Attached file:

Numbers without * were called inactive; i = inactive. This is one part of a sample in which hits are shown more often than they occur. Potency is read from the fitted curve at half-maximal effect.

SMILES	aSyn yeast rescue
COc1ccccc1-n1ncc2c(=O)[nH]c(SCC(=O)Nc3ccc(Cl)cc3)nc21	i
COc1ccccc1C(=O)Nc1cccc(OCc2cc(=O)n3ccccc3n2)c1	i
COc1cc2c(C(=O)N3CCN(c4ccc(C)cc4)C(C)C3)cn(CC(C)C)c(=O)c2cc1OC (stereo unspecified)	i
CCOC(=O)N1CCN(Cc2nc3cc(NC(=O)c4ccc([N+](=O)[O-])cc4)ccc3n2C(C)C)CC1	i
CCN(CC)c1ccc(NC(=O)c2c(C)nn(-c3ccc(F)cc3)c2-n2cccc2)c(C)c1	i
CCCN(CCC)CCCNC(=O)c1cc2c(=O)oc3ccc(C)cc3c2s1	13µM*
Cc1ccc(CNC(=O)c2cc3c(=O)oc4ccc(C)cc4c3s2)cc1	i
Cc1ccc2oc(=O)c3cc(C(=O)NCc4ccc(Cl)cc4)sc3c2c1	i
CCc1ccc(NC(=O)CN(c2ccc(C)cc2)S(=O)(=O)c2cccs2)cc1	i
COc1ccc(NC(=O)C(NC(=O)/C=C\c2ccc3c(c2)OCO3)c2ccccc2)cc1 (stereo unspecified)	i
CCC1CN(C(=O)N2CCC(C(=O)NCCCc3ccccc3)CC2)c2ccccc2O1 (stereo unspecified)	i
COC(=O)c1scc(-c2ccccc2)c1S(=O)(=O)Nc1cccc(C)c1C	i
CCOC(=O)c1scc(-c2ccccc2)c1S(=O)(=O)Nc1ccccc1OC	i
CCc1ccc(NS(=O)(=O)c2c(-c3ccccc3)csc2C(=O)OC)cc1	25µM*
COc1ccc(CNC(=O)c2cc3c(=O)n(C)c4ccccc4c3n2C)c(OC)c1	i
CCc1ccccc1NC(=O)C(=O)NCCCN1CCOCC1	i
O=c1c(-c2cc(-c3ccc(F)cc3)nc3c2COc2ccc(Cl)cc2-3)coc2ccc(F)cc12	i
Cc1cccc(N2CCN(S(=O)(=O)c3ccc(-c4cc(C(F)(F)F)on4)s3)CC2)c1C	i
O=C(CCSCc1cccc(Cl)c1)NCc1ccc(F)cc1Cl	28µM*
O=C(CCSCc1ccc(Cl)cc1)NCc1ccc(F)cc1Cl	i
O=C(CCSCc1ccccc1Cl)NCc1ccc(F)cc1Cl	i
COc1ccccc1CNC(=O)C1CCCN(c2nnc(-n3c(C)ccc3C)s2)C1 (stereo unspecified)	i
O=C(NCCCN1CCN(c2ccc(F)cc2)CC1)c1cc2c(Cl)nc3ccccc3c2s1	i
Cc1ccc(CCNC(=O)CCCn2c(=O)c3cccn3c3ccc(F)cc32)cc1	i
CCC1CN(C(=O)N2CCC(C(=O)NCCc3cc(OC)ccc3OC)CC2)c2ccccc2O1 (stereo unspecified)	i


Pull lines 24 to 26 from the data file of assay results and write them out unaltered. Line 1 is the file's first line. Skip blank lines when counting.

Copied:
COc1ccccc1CNC(=O)C1CCCN(c2nnc(-n3c(C)ccc3C)s2)C1 (stereo unspecified)	i
O=C(NCCCN1CCN(c2ccc(F)cc2)CC1)c1cc2c(Cl)nc3ccccc3c2s1	i
Cc1ccc(CCNC(=O)CCCn2c(=O)c3cccn3c3ccc(F)cc32)cc1	i